"It's almost obscene what they're talking about doing," John Mauldin, chairman of Mauldin Economics, told The Daily Ticker.

He added that with a shrinking and aging population less able to absorb Japanese Government Bonds (JGBs), "they're going to have to print and print in size and level that will make what Fed and European Central Bank [have done] look small."

currency wars

As the slow global recovery continues to put pressure on central banks in both developed as well as emerging economies, an escalation of the currency wars in 2013 appears unavoidable.

"You can see, month by month, the number of countries who feel that active exchange rate management, always to push their exchange rate down, is growing," Bank of England Governor Sir Mervyn King warned in a speech at the Economic Club in New York earlier this month. "My concern is that in 2013 we'll see the growth of actively managed exchange rates as an alternative to the use of domestic monetary policy."

Another Way Central Banks Will Move Gold Prices in 2013 Inflationary currency wars aren't the only way central banks are helping drive up gold prices.

For the past two years, many central banks have also been buying up more and more physical gold, partly as a form of defense in the currency wars.

"Central banks, especially in developing nations, are buying and hoarding gold at a breakneck pace," said Money Morning Global Resources Strategist and Real Asset Returns Editor Peter Krauth. "So far in 2012, they've bought 493 tons, already surpassing last year's 457 tons. Many believe this is part of a long-term trend, providing solid support for gold prices in 2013."

Krauth believes the actions of central banks, plus several other factors, will push gold prices to $2,200 in 2013.

For more on where gold and other commodities are headed in 2013, click here.

How to Profit From Rising Gold Prices With gold prices rising in 2013, the only remaining question is how best to profit from the situation.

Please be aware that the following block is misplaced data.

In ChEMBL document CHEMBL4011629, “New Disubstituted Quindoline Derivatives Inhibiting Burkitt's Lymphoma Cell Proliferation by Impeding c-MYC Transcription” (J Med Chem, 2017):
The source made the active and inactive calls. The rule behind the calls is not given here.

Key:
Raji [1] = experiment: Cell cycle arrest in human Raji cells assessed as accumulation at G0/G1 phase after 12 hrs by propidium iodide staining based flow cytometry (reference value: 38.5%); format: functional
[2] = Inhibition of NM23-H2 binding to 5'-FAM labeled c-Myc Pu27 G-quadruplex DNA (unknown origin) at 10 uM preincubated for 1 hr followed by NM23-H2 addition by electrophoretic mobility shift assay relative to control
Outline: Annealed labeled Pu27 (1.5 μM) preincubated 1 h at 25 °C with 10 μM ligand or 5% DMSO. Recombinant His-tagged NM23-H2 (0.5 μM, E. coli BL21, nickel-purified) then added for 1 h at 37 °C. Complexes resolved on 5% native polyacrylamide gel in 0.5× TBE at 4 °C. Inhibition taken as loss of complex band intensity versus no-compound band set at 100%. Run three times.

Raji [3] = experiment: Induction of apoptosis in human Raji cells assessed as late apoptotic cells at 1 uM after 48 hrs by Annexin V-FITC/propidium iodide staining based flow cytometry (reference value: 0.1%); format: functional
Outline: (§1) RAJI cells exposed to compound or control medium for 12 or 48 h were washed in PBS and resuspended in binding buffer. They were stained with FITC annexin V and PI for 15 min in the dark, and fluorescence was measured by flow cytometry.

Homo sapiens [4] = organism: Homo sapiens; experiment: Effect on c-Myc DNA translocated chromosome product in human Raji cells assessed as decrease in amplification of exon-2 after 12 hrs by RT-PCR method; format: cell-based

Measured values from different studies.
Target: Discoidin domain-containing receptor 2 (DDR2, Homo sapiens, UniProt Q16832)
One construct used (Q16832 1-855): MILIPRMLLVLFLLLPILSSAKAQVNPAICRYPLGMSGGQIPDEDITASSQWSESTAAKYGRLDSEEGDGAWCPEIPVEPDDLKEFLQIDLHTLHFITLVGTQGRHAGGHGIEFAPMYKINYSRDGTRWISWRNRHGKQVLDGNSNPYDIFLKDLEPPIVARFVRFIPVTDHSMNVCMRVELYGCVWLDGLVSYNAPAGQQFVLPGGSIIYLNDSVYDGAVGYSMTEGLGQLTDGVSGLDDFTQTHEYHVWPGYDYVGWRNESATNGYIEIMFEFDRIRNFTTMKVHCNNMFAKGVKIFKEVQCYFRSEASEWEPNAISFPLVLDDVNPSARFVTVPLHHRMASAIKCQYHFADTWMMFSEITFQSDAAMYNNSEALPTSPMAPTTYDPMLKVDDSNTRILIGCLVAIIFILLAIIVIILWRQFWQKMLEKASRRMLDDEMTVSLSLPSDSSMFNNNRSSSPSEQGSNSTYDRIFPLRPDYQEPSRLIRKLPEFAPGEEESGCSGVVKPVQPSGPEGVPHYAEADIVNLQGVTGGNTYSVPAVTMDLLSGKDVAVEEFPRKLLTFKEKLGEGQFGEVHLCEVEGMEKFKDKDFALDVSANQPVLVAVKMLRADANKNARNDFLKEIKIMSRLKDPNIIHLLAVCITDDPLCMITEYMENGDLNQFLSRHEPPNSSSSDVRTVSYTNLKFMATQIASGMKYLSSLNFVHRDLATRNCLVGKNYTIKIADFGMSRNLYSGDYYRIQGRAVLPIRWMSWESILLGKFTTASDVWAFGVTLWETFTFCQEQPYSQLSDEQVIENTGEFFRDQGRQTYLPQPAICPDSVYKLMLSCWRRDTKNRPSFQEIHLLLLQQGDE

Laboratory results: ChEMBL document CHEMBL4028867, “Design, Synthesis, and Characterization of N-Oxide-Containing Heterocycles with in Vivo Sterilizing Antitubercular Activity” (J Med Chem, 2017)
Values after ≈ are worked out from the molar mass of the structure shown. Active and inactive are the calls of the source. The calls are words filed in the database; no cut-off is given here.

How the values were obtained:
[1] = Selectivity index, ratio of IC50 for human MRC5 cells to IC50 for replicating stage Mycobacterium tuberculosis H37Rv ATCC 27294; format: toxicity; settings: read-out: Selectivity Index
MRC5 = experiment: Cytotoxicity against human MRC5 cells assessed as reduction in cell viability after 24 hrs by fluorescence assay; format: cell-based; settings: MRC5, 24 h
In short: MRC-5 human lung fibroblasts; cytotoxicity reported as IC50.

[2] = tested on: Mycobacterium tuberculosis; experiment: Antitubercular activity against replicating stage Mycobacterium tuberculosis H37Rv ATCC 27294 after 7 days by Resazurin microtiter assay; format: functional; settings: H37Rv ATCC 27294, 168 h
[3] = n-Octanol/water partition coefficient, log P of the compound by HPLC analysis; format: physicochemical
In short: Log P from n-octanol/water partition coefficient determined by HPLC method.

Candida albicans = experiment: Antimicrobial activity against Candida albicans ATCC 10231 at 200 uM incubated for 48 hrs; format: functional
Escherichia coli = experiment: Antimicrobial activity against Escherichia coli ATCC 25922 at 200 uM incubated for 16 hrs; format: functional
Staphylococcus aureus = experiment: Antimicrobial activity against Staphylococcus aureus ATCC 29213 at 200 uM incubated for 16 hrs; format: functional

Because it's not always easy for retail investors to buy commodities like gold and silver directly, those seeking to profit from the 2013 currency wars might want to look at mining stocks and exchange-traded funds (ETFs).

Among the top ETF choices:

  • The largest and most popular gold ETF is the SPDR Gold Trust ETF (NYSEArca: GLD). The price of GLD shares, which are backed by physical gold and issued in blocks of 100,000, generally tracks the price of one-tenth of an ounce of gold, usually trading at a slight discount. It's also highly liquid, with an average daily trading volume approaching 2 million shares.
  • Another option for those with smaller budgets would be the iShares Gold Trust ETF (NYSEArca: IAU). Its shares are also backed by physical gold, but they're priced at just 1/100th the price of an ounce of bullion, also typically trading at a small discount. The fund has a market cap of about $9.42 billion and a daily trading value of around 300,000 shares.
  • Super gold bulls can also try leveraged funds designed to produce price moves double or even triple the percentage moves in gold itself. An example is the Deutsche Bank AG Gold Double Long ETN (NYSEArca: DGP). It holds some physical gold but primarily employs futures and options in a bid to produce percentage gains double that of gold itself on any up-move. Of course, losses on pullbacks are also magnified.
Gold miners have not risen proportionally to gold prices over the past year, but that could change in 2013, Krauth said, as previous investments in expanding their reserves begin to pay off.

Some ways to play gold mining stocks include:

  • IAMGOLD Corp. (NYSE: IAG): After falling 29% in 2012, this gold miner has a low P/E of 11and should be ripe for a reversal as gold prices climb. Its one-year average price target of $17.51 is a 56% increase over its current price of $11.24, and the stock pays a 2.2% dividend.
  • Market Vectors Gold Miners ETF (NYSEArca: GDX), which tracks the New York Stock Exchange's Gold Miners Index of U.S.-listed companies with a market cap of at least $100 million. This fund gives you a piece of such top miners as Barrick Gold (NYSE: ABX) and Newmont Mining (NYSE: NEM) without having to worry about the specific characteristics of the individual companies.
  • Van Eck International Investors Gold Fund (MUTF: INIVX), a classic load-waived mutual fund that focuses on global miners with an emphasis on companies with substantial in-ground reserves. Current valuation is about $1.4 billion; the fund also provides a 1.58% dividend yield.